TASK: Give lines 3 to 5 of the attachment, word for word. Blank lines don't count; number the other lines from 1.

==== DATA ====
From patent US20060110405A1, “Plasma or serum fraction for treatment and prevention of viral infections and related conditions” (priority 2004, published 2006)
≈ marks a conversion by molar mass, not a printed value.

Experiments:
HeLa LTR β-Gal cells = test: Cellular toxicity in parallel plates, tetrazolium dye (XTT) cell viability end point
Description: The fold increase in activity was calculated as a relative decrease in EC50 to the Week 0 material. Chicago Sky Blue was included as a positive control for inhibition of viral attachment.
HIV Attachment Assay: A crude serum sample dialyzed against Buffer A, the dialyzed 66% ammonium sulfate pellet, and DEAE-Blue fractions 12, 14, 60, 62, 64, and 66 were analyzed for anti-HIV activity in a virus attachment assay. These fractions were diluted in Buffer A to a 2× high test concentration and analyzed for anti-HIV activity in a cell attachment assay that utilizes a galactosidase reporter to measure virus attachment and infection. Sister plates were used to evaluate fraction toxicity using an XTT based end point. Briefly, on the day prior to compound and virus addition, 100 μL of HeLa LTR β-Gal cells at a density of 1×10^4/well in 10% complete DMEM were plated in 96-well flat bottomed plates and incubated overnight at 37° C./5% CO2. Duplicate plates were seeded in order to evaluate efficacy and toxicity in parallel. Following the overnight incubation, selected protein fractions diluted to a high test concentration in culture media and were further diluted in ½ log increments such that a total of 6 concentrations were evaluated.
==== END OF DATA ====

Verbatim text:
Experiments:
HeLa LTR β-Gal cells = test: Cellular toxicity in parallel plates, tetrazolium dye (XTT) cell viability end point
Description: The fold increase in activity was calculated as a relative decrease in EC50 to the Week 0 material. Chicago Sky Blue was included as a positive control for inhibition of viral attachment.